Just before the taxi arrived to take us to the airport for our flight out of Costa Rica, I spotted this shimmering blue Long-tailed Skipper (Urbanus proteus) butterfly darting from flower to flower in front of our hotel.
Long-tailed Skippers are best identified by their long-tailed hindwings, by the pattern of white squares on their forewings, and by the beautiful aquamarine iridescence on their dorsal wing surfaces. Their less colorful ventral wing surfaces are varying shades of brown.
Adult Long-tailed Skippers feed on flower nectar, while the caterpillars, commonly known as Bean Leafrollers, feed on the leaves of various types of bean vines, unfortunately including cultivated species. A Bean Leafroller caterpillar will cut a section of bean leaf and fold it over itself to create a tent-like shelter. The edges of the shelter are held with webbing and the interior is lined with silk. The caterpillar is safe when it's inside its snug, little shelter, but it must leave it in order to feed.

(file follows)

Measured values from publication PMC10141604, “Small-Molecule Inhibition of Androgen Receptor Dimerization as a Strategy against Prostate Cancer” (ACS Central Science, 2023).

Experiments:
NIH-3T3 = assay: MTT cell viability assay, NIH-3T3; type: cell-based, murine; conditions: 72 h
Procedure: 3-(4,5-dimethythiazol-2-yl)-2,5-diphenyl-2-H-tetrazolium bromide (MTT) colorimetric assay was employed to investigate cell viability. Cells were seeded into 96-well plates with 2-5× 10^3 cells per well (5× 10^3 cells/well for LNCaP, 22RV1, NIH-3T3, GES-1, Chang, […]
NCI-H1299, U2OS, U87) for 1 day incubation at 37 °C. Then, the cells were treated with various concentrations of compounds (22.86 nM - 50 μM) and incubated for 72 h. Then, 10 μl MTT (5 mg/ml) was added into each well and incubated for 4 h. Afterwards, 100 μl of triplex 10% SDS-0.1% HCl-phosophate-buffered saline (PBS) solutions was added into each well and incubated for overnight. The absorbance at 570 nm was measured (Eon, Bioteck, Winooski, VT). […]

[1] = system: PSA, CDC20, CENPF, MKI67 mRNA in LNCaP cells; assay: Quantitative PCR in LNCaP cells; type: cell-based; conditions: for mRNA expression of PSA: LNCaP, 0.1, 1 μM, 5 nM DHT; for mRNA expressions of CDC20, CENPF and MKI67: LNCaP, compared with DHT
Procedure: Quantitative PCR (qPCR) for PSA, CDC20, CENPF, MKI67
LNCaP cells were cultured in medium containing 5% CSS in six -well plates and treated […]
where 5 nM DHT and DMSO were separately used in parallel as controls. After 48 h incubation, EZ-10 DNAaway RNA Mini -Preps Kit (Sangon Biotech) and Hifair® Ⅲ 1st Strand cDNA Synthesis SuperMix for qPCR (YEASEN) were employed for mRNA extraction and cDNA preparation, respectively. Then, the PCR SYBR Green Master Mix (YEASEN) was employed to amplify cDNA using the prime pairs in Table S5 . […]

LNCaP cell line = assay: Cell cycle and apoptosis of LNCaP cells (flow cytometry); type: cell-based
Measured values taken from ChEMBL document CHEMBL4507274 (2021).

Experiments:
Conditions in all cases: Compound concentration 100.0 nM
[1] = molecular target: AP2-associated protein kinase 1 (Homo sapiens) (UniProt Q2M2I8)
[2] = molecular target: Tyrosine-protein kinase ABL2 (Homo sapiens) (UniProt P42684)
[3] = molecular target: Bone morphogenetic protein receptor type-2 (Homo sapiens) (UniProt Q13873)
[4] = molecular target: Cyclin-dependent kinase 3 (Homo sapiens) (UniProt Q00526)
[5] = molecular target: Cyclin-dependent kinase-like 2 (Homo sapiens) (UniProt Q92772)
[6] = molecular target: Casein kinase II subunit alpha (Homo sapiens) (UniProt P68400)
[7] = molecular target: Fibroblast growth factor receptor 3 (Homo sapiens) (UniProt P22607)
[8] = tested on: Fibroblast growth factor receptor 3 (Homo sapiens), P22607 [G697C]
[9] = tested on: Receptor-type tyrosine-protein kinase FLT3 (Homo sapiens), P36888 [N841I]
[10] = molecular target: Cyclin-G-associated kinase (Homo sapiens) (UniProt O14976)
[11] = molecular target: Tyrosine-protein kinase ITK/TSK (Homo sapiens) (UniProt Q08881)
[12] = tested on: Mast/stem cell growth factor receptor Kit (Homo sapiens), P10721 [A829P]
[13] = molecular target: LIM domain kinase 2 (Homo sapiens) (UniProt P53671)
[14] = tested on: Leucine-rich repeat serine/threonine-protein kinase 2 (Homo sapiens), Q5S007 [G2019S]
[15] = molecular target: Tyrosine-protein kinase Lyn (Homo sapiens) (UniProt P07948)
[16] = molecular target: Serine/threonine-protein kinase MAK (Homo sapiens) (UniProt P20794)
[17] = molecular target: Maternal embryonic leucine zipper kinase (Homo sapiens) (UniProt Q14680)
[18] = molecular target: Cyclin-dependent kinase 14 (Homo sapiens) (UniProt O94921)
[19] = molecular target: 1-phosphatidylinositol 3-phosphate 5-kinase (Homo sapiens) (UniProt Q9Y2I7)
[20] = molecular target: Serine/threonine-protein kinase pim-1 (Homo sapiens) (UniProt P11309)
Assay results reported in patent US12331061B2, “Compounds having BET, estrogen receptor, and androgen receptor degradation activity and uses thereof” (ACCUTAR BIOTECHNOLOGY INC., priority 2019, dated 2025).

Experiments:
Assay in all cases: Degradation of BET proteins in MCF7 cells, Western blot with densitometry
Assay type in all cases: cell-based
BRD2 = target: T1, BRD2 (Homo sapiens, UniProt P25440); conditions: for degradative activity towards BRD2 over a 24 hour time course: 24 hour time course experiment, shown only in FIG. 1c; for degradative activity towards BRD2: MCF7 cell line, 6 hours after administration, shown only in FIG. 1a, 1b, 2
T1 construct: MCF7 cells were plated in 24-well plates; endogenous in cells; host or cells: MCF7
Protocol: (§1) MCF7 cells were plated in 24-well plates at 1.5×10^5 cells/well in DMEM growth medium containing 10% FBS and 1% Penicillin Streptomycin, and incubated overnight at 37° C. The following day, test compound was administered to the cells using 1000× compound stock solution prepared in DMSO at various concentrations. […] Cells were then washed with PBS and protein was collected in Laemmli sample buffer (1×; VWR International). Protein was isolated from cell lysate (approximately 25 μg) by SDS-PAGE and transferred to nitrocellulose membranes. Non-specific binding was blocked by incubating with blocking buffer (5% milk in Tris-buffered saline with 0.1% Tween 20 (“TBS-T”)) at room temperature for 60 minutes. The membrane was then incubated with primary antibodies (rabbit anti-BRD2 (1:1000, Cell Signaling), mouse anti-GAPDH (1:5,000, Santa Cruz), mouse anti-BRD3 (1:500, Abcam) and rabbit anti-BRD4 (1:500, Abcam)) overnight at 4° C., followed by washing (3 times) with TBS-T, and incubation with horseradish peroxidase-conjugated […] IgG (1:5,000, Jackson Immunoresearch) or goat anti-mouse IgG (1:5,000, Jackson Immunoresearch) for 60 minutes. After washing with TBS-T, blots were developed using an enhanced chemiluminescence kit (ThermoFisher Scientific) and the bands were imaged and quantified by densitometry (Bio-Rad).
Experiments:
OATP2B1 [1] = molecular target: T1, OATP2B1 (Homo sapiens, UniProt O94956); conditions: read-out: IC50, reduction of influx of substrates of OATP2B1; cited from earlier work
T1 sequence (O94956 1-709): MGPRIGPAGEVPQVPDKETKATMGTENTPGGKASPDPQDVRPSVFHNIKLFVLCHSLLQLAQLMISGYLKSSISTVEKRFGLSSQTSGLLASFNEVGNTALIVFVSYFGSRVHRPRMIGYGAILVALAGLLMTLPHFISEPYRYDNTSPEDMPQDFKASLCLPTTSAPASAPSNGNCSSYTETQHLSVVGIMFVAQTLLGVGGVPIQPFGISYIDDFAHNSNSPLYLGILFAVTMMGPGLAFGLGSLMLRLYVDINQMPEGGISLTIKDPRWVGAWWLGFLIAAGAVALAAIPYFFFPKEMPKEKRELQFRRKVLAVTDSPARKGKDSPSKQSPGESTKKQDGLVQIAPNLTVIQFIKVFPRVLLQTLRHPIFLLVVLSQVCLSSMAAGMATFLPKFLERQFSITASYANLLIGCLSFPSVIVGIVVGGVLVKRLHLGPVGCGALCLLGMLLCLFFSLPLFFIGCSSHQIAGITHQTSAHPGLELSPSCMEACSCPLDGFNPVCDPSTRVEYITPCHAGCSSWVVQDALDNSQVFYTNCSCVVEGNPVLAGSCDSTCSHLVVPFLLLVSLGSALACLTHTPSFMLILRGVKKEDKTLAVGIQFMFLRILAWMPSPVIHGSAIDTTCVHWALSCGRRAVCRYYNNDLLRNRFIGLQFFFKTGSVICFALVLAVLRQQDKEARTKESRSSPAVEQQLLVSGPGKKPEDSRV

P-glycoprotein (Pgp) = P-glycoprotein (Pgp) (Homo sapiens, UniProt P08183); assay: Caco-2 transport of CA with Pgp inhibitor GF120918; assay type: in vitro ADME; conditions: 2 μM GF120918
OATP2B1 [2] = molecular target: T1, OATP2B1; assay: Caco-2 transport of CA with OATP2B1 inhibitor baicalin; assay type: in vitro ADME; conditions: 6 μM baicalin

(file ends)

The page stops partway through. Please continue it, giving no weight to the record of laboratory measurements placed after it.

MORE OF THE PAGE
Long-tailed Skippers are found in Central and South America and in the southern parts of North America.